Jack McCarthy… of course. Good point about the lobby, PKoch. Of course, better still that the whole building be preserved and used as originally intended, but those days are gone. While a few of these magnificent showplaces might have been successfully saved and returned to theatrical use – or at least public space – the days are long gone when one can expect every abandoned 2800 seat theater be restored to former glory. Particularly those situated in residential neighborhoods. If there is no church in need of a space that large, what else can be done with such a structure, unless it is in a viable “downtown” area? This City has already pounded into dust all the viable old palaces it had in the Times Square and mid-town area. Those that remain on the fringes that are not already occupied and cared for by one church or another (Loew’s Valencia, Regent, Loew’s 175th Street, etc) hang on thin threads of hope. So far, the Loew’s Paradise in The Bronx seems to be the only one to break from that paradigm. Only time will tell what kind of a run the Paradise will have in the 21st Century. My fingers are crossed.
I remember watching Officer Joe Bolton on Channel 11 when I was a boy. And who was it that hosted Popeye on WNEW, Eugene McCarthy? I remember years later he was the Grand Marshall of the St. Patrick’s Day Parade on 5th Avenue. Does anyone remember the episode of The Honeymooners where Ralph and Norton are in the house of a deceased rich dowager who has just left “her fortune” to Ralph… and Norton comments that the place is “even nicer than the lobby at the Loew’s Pitkin!”
What a pity to think that lobby has been gutted for retail space!
God I love that sort of stuff, RobertR! Even the schlock was sold with panache! What’s become of showmanship in the industry?!?
Warren… I was thinking the same thing about the lack of people and cars when your shot was taken! I can understand how with a long exposure people hustling by might have blurred themselves out of the image, but what about car headlight streaks?
Where is everybody?!?
Hmmmm. That’s a shame, Warren. Public access is certainly something to consider. I hope it’s something that is in the AMMI’s future plans. Perhaps they are waiting to amass a sufficient amount of material to warrant some sort of Library? They might consider a partnership with Lincoln Center since they already have facilities – though I know how bad the politics can get sometimes between these kinds of institutions.
Turner Classic Movies just held a week long retrospective of the films of Alfred Hitchcock that included a documentary on the making of “North By Northwest.” There is some brief footage of the film’s World Premier at the United Artists Theater in Chicago, a week or two before the film opened in New York at Radio City Music Hall. The marquee depicted at the top of the page dates from 1958 with a Cinemascope presentation… However, “North by Northwest” was filmed in VistaVision and released the following year. Did they install a VV screen somewhere in between or was the screen already there for some time and used for Cinemascope presentations with some sort of masking?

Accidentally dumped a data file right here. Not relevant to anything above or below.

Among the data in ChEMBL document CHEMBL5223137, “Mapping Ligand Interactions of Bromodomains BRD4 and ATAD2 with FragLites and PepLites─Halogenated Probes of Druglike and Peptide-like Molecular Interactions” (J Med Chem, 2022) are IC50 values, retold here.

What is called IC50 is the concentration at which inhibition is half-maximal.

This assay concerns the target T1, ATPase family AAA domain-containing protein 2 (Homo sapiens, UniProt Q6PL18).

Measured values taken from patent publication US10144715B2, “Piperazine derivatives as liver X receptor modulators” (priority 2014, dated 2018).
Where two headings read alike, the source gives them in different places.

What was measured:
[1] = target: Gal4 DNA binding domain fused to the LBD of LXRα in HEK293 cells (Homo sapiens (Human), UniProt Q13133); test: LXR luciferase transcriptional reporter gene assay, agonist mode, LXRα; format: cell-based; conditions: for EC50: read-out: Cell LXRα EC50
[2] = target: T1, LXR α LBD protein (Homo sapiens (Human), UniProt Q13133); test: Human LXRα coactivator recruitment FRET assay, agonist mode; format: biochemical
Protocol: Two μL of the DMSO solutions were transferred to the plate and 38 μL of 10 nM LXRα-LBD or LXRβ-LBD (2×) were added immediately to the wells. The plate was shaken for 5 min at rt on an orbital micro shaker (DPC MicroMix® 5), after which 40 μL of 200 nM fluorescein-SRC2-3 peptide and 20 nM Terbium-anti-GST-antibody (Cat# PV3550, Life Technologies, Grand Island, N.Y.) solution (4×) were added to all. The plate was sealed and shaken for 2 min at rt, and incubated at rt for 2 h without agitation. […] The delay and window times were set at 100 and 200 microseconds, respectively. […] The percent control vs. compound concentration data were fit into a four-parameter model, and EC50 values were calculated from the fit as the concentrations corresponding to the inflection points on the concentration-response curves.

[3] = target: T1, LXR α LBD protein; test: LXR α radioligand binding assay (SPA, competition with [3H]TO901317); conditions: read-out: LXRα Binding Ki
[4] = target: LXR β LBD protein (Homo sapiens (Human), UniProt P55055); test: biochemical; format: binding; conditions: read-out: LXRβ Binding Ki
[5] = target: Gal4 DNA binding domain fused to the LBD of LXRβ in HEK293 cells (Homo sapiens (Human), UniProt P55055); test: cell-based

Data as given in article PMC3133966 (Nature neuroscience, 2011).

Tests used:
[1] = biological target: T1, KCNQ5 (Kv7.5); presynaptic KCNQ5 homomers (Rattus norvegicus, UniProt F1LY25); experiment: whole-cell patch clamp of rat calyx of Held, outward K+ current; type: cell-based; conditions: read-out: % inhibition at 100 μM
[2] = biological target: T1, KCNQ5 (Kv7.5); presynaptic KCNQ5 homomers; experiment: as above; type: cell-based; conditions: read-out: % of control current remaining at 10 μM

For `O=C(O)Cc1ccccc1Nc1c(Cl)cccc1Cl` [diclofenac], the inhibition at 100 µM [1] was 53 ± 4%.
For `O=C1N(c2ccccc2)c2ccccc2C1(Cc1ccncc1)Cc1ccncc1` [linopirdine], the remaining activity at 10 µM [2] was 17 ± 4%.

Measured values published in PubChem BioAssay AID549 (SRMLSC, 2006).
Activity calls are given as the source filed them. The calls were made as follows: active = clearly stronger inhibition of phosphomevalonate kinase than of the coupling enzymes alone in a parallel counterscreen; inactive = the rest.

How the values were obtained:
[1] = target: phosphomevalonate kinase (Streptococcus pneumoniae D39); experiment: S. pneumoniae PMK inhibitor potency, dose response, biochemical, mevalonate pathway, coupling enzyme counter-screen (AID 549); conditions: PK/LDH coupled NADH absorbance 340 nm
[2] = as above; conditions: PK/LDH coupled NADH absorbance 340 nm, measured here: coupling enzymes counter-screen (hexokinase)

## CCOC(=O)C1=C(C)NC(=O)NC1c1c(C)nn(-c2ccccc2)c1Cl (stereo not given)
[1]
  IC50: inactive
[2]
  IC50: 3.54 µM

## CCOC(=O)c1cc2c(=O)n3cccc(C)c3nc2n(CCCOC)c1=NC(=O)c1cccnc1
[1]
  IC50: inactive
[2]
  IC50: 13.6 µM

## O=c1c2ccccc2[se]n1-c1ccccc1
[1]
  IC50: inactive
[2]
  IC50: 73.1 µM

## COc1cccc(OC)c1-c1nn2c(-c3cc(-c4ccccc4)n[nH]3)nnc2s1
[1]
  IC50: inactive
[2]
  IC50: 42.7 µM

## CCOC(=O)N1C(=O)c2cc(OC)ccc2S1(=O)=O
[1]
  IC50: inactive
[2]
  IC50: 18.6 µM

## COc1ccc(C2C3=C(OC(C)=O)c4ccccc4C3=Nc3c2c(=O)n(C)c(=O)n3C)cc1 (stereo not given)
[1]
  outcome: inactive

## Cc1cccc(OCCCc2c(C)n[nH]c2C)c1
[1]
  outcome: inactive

Just a thought, but it occurs to me that the American Museum of the Moving Image in Astoria Queens might also be interested in ActorGuy’s collection of material on the Paramount. They have a reasonable collection of material on display regarding the theatrical presentation of film over the last century. The collection includes tons of advertising material (programs, magazines, matchbooks, posters, lobby cards, etc.) and scores of photographs from the Loew’s organization. They also have an incredible cutaway scale model of the Roxy Theater on display that will absolutely knock your socks off if you ever make it down to Astoria to visit the Museum. I highly recommend it.
Anyway… they might be very interested in ActorGuy’s documentation.
Well… I must admit, the devestation of New York City never entered my mind as a factor to consider in this matter! Hee hee… My tongue is firmly planted in cheek, Jim. Seriously, you do make some valid points. Does the Theatrical Historical Society offer remote access to its archives so that folks from New York – who may have personal experiences having attended the Paramount and other theaters – might peruse its collection? After all, there is still the matter of local heritage. I’ll leave Warren to defend the merits of the Lincoln Center Library, which, after all, is dedicated to the Performing Arts and would seem to have a narrow enough field of focus to do well by the material. I like your final suggestion that copies of the material be scanned and burned to DVD so that they might be shared across multiple institutions… but I’m not sure ActorGuy is looking to make that kind of investment in the material.
ActorGuy, I have to agree with Warren that the material should remain in New York, but then I am a rather biased native New Yorker. I urge you to contact Warren and consider his suggestion before you take the material elsewhere. The New York Historical Society or even the Musuem of the City of New York come to mind as possible alternatives to Lincoln Center, should they elect to pass on the material.
I love the box at the bottom of that ad offering free admission to “Freedomland” for the first 25 kids to show up at the 9:30am showing. Freedomland was a short lived disaster of an amusement park in The Bronx that celebrated American History. It was demolished in the mid ‘60’s to make way for the sprawling Co-Op City apartment complex. Here is a very cool site about Freedomland (and some World’s Fair content as well): View link
Stan… “Mame” was released in 1974. It played with the Easter show on the Great Stage. I saw it here as well.